Daniel Henninger’s editorial page article in Friday’s Wall Street Journal, “Can the Democrats Beat Bush’s Beliefs With Poll Politics?” captures the unreality that has become the Democrat’s policy position on foreign affairs.
Mr. Henninger writes: “Democrats want voters to view the November election through the fogged and bloody prism of the war in Iraq…. It is difficult to imagine that the U.S. soldiers in Iraq would regard the political debate back home as measuring up to the seriousness of what they do every day. How would you like to roll out of your bunk in al Anbar province, Mosul or Baghdad on a Sunday morning and read across the top of the local U.S. paper that everything you’ve done in Iraq for three years has merely made the terrorism threat worse? You just might lose heart a notch, a dangerous thing when fighting a war.
“But at this late stage of the campaign, Iraq-as-failure has become the central narrative in the Democrats’ strategy. A memo sent out to Democrats last week by Greenberg Quinlan Rosner, a strategy group led by former Clinton pollster Stan Greenberg, discusses Mr. Bush’s ‘failure in Iraq, which energized Democrats and dispirited Republicans.’ It urges Democrats: ‘On Iraq, stress Bush/GOP ‘mismanagement’ and need for a ‘new direction.’ “
Advertisers of consumer products often structure advertisements to associate their products with a mood or a sense of pleasure, often without providing specifics about the product. Advertisers appear to believe that image, at least in the Baby Boomer world, is everything.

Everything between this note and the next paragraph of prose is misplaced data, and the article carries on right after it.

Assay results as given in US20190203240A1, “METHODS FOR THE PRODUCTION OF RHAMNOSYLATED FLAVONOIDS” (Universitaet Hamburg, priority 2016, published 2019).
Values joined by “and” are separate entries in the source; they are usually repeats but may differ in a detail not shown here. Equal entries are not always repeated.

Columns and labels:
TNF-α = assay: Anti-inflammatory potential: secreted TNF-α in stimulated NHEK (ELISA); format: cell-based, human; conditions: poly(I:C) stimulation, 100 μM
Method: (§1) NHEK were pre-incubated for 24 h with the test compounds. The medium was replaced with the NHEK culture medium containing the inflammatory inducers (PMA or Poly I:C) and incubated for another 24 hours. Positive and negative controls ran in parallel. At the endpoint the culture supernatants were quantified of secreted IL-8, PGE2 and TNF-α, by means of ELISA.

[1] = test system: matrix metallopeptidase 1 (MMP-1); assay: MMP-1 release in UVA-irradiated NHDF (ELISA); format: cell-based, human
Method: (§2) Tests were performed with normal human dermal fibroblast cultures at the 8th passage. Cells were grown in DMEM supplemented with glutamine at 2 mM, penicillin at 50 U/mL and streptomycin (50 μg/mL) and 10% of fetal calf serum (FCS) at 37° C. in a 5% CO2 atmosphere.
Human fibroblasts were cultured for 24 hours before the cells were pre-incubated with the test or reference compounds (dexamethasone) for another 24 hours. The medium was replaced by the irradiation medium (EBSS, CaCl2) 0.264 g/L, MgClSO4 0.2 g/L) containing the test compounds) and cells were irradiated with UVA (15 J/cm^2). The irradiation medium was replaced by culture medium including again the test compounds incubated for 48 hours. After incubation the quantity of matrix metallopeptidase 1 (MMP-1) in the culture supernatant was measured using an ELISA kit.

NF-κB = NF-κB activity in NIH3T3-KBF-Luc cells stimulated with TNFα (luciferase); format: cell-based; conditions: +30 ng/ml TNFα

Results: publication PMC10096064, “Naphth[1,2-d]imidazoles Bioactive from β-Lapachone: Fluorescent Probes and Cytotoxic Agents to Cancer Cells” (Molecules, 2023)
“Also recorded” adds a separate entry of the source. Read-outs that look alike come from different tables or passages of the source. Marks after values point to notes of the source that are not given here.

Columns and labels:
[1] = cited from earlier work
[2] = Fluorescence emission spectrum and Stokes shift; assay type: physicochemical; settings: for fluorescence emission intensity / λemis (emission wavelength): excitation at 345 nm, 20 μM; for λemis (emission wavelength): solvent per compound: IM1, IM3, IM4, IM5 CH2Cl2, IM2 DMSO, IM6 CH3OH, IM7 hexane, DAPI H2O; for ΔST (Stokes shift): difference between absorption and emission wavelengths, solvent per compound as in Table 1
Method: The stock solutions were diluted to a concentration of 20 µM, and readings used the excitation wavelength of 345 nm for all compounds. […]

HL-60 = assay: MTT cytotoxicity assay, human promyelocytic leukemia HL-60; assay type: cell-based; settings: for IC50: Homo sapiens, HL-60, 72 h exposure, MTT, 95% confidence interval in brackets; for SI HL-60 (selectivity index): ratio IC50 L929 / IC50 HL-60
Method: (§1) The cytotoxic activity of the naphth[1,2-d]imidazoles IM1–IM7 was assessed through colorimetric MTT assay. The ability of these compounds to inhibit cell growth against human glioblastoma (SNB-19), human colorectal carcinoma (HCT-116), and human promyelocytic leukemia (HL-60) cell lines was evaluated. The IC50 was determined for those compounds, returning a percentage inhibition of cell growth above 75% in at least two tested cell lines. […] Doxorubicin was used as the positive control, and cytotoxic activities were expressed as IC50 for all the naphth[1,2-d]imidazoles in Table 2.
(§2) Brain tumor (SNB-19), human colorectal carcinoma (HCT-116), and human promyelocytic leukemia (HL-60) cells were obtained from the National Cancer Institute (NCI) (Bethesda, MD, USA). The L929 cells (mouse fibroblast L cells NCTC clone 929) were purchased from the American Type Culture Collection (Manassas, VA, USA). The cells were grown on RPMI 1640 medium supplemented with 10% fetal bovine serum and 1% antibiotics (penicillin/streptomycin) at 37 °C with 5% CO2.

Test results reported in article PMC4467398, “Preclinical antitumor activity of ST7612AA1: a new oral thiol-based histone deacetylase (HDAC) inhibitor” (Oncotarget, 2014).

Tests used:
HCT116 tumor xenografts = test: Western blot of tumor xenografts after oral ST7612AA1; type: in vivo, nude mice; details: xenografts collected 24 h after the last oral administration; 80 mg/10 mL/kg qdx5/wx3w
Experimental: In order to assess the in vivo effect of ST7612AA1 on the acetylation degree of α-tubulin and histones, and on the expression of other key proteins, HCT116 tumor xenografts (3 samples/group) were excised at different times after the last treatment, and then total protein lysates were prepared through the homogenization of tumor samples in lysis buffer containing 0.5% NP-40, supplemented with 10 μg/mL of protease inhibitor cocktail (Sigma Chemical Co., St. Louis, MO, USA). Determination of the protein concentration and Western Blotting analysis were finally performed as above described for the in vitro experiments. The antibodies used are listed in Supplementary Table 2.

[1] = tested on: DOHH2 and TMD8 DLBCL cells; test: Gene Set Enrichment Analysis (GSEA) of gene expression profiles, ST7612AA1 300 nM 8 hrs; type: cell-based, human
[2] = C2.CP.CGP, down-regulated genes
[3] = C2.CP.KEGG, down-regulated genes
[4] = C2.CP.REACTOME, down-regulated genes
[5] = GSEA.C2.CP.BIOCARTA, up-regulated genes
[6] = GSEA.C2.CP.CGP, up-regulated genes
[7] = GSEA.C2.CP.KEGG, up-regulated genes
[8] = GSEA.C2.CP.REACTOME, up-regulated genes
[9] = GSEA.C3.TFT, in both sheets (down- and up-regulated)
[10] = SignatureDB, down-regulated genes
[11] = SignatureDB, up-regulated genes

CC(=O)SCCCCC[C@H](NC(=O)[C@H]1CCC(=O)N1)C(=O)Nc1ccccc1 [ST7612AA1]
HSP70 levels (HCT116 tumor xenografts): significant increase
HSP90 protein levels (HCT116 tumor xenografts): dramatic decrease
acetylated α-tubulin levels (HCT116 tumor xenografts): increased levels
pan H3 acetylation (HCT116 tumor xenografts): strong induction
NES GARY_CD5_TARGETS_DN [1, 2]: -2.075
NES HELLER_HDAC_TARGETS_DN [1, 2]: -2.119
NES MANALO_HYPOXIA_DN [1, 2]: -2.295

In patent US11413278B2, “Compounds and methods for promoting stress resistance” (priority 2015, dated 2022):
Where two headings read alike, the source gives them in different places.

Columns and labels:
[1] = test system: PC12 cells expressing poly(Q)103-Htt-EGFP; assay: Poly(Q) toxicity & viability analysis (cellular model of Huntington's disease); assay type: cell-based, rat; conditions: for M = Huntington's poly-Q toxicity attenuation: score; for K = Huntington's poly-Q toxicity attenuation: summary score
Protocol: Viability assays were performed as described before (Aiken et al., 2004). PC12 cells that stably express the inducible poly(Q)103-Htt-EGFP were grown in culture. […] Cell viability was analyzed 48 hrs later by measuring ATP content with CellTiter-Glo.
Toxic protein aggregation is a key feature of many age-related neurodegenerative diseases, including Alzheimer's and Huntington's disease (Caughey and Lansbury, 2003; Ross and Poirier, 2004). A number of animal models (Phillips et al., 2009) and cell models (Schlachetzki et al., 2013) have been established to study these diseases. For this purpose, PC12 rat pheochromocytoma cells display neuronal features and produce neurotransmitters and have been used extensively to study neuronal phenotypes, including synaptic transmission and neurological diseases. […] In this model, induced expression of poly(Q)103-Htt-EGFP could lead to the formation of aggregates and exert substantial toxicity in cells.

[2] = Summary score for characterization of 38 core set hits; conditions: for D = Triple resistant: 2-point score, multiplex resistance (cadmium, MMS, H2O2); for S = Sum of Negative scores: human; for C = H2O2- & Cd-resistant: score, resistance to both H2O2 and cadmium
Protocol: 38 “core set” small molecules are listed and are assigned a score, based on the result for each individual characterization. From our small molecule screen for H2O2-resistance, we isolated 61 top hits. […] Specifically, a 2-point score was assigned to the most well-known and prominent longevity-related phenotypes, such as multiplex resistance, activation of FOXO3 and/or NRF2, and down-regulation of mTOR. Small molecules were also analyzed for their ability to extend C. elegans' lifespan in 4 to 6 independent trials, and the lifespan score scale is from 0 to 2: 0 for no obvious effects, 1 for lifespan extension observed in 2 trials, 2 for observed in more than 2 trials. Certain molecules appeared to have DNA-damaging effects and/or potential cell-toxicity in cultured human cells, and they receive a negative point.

Basing their campaign strategy on the sort of focus-group polling employed by consumer-goods advertisers, Democrats just want voters to associate their party with peace and opposition to anything that might require our military forces to enter dangerous combat. The declared intent of Islamic jihadists to subjugate or destroy all non-Muslim societies must be ignored, as it would conflict with the nebulous image that fighting back is the root cause of terrorism. Appeasement, aka “negotiating” via the UN, is the Democrat’s Ned-Lamont socialist answer.
Such was the fantasy of British Prime Minister Neville Chamberlain in 1938 when he met with Adolph Hitler in Munich to sanction National Socialist Germany’s seizure of Czechslovakia’s Sudetenland. Mr. Chamberlain happily returned to England, on the eve of World War II, proclaiming, “Peace in our time.”
Democrats have convinced themselves that dealing with terrorists is the same as stopping ordinary criminals, with arrests after the fact, public trials, and rehabilitation programs.